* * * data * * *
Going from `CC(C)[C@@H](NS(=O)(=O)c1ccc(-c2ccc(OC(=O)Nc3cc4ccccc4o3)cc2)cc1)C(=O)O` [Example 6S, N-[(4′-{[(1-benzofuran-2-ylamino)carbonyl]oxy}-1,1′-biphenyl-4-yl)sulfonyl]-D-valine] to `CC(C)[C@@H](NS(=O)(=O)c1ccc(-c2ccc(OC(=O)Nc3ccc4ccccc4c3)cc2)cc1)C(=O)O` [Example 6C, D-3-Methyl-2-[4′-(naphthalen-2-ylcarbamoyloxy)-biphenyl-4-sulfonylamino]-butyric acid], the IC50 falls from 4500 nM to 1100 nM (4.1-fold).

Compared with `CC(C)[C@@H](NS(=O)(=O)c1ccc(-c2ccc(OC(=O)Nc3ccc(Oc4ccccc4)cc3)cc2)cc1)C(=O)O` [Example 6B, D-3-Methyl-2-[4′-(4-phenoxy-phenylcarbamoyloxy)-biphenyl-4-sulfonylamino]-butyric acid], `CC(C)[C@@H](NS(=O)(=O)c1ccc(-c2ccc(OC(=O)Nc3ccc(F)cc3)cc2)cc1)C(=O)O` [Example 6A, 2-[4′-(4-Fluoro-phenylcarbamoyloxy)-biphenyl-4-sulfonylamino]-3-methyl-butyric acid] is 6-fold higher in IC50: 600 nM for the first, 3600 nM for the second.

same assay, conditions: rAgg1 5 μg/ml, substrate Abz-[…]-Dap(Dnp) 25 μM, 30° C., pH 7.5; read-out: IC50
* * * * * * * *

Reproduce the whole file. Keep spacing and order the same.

Going from `CC(C)[C@@H](NS(=O)(=O)c1ccc(-c2ccc(OC(=O)Nc3cc4ccccc4o3)cc2)cc1)C(=O)O` [Example 6S, N-[(4′-{[(1-benzofuran-2-ylamino)carbonyl]oxy}-1,1′-biphenyl-4-yl)sulfonyl]-D-valine] to `CC(C)[C@@H](NS(=O)(=O)c1ccc(-c2ccc(OC(=O)Nc3ccc4ccccc4c3)cc2)cc1)C(=O)O` [Example 6C, D-3-Methyl-2-[4′-(naphthalen-2-ylcarbamoyloxy)-biphenyl-4-sulfonylamino]-butyric acid], the IC50 falls from 4500 nM to 1100 nM (4.1-fold).

Compared with `CC(C)[C@@H](NS(=O)(=O)c1ccc(-c2ccc(OC(=O)Nc3ccc(Oc4ccccc4)cc3)cc2)cc1)C(=O)O` [Example 6B, D-3-Methyl-2-[4′-(4-phenoxy-phenylcarbamoyloxy)-biphenyl-4-sulfonylamino]-butyric acid], `CC(C)[C@@H](NS(=O)(=O)c1ccc(-c2ccc(OC(=O)Nc3ccc(F)cc3)cc2)cc1)C(=O)O` [Example 6A, 2-[4′-(4-Fluoro-phenylcarbamoyloxy)-biphenyl-4-sulfonylamino]-3-methyl-butyric acid] is 6-fold higher in IC50: 600 nM for the first, 3600 nM for the second.

same assay, conditions: rAgg1 5 μg/ml, substrate Abz-[…]-Dap(Dnp) 25 μM, 30° C., pH 7.5; read-out: IC50